Institute for War and Peace Reporting | Giving Voice, Driving Change

Comment: Informing Macedonians

Freedom of information law only first stage in process requiring radical change in culture of official secrecy.
By Zoran Jacev

Macedonia is the last country in the region and one of only a few countries in Europe that does not have a freedom of information act.


An article in the constitution says freedom of information is a fundamental human right but as in many other transition states, this has not been enough to ensure access to information.


One reason for this is that over the past 14 years Macedonia never abandoned the traditional public culture that kept the work of the authorities far from popular scrutiny.


A Chinese wall surrounding the institutions of state has kept this space comfortable for the ruling parties - and for corruption.


At the same time, a lack of interest among people in the work of the administration has made these institutions even more untouchable.


The Macedonian branch of Transparency International conducted research in 2004 that backs this up.


It found 41 per cent of citizens did not even know their constitution guaranteed access to information. Another 55 per cent said they had never tried to obtain any information from the government.


The same research showed that out of those that had requested information, 70 per cent encountered serious difficulties. Either their requests were rejected or they never even received an answer.


The initial version of the law to grant public access to official information was prepared in 2003. The draft was publicly debated and different versions were prepared, following criticisms by the media and NGOs.


The latest government proposal, which parliament is expected to adopt before the autumn, has also drawn criticism from NGOs. Despite numerous debates on the law, many NGOs say it remains flawed and will not enable unrestricted access to information.


Although the Council of Europe and Article 19 gave it a positive verdict, local NGOs objected to what they felt was an unclear definition of the exceptions to the right to access information.


They also felt the proposed penalties for those that do not comply with the law were weak and that there are not enough guarantees of the independence of the State Commission that is supposed to guarantee implementation of this law.


The government seems prepared to take some of these cavils on board, not least because granting the public the right to seek and obtain information is a sine qua non for fulfilling the standards for EU and NATO membership.


Therefore, as the date gets closer when the EU is expected to declare whether it will give Macedonia candidate status, the government will probably be ready to discuss any shortcomings.


But even if the final version accords fully with international standards, the question is whether legal rights of access of information will be the equivalent of the magical phrase "Open Sesame!”


The consistent implementation of the law should change the way institutions work from the bottom upwards, starting from the way information is created, stored and distributed, to an increased responsibility in decision-making, as it becomes clear that mistakes are more likely to be revealed in public than before.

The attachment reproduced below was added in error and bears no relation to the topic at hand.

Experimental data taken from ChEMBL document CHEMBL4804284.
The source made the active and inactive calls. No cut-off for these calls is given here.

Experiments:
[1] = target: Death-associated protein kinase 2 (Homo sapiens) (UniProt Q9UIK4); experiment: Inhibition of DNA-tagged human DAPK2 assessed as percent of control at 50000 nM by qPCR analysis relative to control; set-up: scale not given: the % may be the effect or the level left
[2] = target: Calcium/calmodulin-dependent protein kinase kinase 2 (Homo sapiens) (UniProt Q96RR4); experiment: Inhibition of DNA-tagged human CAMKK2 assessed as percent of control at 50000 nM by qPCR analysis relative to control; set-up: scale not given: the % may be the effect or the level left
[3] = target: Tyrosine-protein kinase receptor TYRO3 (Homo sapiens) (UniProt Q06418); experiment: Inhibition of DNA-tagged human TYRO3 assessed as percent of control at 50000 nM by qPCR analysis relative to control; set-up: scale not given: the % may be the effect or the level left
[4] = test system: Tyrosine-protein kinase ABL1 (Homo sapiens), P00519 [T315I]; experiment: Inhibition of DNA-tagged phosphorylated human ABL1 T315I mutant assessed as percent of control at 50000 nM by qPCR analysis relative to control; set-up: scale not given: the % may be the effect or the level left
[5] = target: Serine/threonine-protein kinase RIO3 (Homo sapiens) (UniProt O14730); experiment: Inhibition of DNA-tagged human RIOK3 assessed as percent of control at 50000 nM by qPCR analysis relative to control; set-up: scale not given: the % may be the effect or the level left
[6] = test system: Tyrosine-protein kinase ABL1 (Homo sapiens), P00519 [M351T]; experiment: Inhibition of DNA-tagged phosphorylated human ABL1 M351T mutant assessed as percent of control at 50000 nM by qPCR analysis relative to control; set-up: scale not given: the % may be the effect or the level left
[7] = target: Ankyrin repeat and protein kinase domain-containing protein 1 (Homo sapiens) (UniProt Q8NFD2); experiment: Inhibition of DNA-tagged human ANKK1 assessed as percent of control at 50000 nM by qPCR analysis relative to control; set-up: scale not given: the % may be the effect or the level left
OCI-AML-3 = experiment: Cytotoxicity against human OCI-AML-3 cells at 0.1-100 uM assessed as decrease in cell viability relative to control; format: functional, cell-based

Unfortunately, only optimists expect the mere adoption of the law to be a magic formula when it comes to opening up institutions.


Experience of the transition period reveals that the easiest part of reform is adopting laws, often using a copy-and-paste method.


The devil lies in implementation, as the struggle to open up institutions depends less on the law than on the will of the ruling parties.


Citizens will continue to face difficulties obtaining information until the very moment an order comes from the top. According to most people's experiences so far, that won't happen easily or fast.


Macedonia's top-down power structures will continue to nurture a culture of self-censorship, as officials fear allowing access to information may provoke a reaction from higher up.


Even if an order does arrive from the top, the administration is insufficiently technically and professionally prepared to carry it out. As a result, there will be practical problems in finding the requested information and in meeting the foreseen deadlines, which are relatively brief.


To accomplish real change requires the immediate re-education of people working in the information area and the establishment of an efficient system of records that makes it possible to find documents swiftly and easily.


Unless the right to decide about access to information is devolved to lower levels, the situation will not change significantly, as the top levels keep control of the information flow and keep the administration out of the public eye.


That is why it is important to secure the passage of high-quality bylaws that will regulate in detail the procedures about each institution that is obliged to allow access to information.


The key to changing the mindset of the politicians and the administration will be coordinated international and local public pressure.


Macedonia is only now starting a process to allow the public into state institutions. Nobody can foresee how long or difficult it will be. What matters is that it soon passes the point of no return.


When that happens, the rest will depend on how quickly the public recognises the benefits of access to information and how strongly it fights for its new rights.


Zoran Jacev is president of Transparency International - Macedonia.